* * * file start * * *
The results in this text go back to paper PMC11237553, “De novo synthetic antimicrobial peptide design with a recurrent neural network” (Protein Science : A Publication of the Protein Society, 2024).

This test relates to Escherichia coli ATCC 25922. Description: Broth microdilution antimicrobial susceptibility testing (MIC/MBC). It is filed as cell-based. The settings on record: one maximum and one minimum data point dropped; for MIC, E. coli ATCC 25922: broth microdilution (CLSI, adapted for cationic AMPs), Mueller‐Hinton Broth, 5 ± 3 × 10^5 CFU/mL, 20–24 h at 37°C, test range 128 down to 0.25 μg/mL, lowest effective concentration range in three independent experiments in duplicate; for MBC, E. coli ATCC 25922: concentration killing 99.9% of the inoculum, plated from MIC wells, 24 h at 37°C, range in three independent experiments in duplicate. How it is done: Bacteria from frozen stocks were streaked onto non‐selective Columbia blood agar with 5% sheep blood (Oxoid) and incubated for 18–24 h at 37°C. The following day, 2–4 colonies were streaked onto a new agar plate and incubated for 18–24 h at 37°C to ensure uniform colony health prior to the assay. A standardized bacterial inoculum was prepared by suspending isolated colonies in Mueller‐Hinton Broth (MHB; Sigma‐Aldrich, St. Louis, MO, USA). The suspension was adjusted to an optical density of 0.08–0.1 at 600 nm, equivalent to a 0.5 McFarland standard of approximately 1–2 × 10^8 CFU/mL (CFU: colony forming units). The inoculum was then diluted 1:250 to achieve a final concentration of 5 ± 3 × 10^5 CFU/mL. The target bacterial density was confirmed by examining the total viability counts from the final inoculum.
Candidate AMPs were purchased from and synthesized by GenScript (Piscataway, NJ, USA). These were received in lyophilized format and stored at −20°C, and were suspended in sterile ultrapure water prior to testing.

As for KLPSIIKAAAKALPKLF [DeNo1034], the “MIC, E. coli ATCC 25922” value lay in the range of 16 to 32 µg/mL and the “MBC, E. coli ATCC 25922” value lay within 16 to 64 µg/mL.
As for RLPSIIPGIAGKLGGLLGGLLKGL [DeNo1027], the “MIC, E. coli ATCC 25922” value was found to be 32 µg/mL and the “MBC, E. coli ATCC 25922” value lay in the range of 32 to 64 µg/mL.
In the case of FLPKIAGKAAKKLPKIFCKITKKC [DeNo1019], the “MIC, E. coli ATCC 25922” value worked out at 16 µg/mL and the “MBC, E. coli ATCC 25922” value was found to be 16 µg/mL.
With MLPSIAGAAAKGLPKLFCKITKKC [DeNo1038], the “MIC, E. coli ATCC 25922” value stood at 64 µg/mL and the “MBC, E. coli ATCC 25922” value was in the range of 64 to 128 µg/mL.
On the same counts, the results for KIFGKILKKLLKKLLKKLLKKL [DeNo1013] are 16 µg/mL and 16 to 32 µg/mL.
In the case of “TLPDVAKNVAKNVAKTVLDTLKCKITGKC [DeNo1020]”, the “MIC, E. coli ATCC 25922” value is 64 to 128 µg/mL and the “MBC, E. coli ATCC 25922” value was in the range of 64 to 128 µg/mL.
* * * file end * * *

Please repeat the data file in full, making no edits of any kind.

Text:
The results in this text go back to paper PMC11237553, “De novo synthetic antimicrobial peptide design with a recurrent neural network” (Protein Science : A Publication of the Protein Society, 2024).

This test relates to Escherichia coli ATCC 25922. Description: Broth microdilution antimicrobial susceptibility testing (MIC/MBC). It is filed as cell-based. The settings on record: one maximum and one minimum data point dropped; for MIC, E. coli ATCC 25922: broth microdilution (CLSI, adapted for cationic AMPs), Mueller‐Hinton Broth, 5 ± 3 × 10^5 CFU/mL, 20–24 h at 37°C, test range 128 down to 0.25 μg/mL, lowest effective concentration range in three independent experiments in duplicate; for MBC, E. coli ATCC 25922: concentration killing 99.9% of the inoculum, plated from MIC wells, 24 h at 37°C, range in three independent experiments in duplicate. How it is done: Bacteria from frozen stocks were streaked onto non‐selective Columbia blood agar with 5% sheep blood (Oxoid) and incubated for 18–24 h at 37°C. The following day, 2–4 colonies were streaked onto a new agar plate and incubated for 18–24 h at 37°C to ensure uniform colony health prior to the assay. A standardized bacterial inoculum was prepared by suspending isolated colonies in Mueller‐Hinton Broth (MHB; Sigma‐Aldrich, St. Louis, MO, USA). The suspension was adjusted to an optical density of 0.08–0.1 at 600 nm, equivalent to a 0.5 McFarland standard of approximately 1–2 × 10^8 CFU/mL (CFU: colony forming units). The inoculum was then diluted 1:250 to achieve a final concentration of 5 ± 3 × 10^5 CFU/mL. The target bacterial density was confirmed by examining the total viability counts from the final inoculum.
Candidate AMPs were purchased from and synthesized by GenScript (Piscataway, NJ, USA). These were received in lyophilized format and stored at −20°C, and were suspended in sterile ultrapure water prior to testing.

As for KLPSIIKAAAKALPKLF [DeNo1034], the “MIC, E. coli ATCC 25922” value lay in the range of 16 to 32 µg/mL and the “MBC, E. coli ATCC 25922” value lay within 16 to 64 µg/mL.
As for RLPSIIPGIAGKLGGLLGGLLKGL [DeNo1027], the “MIC, E. coli ATCC 25922” value was found to be 32 µg/mL and the “MBC, E. coli ATCC 25922” value lay in the range of 32 to 64 µg/mL.
In the case of FLPKIAGKAAKKLPKIFCKITKKC [DeNo1019], the “MIC, E. coli ATCC 25922” value worked out at 16 µg/mL and the “MBC, E. coli ATCC 25922” value was found to be 16 µg/mL.
With MLPSIAGAAAKGLPKLFCKITKKC [DeNo1038], the “MIC, E. coli ATCC 25922” value stood at 64 µg/mL and the “MBC, E. coli ATCC 25922” value was in the range of 64 to 128 µg/mL.
On the same counts, the results for KIFGKILKKLLKKLLKKLLKKL [DeNo1013] are 16 µg/mL and 16 to 32 µg/mL.
In the case of “TLPDVAKNVAKNVAKTVLDTLKCKITGKC [DeNo1020]”, the “MIC, E. coli ATCC 25922” value is 64 to 128 µg/mL and the “MBC, E. coli ATCC 25922” value was in the range of 64 to 128 µg/mL.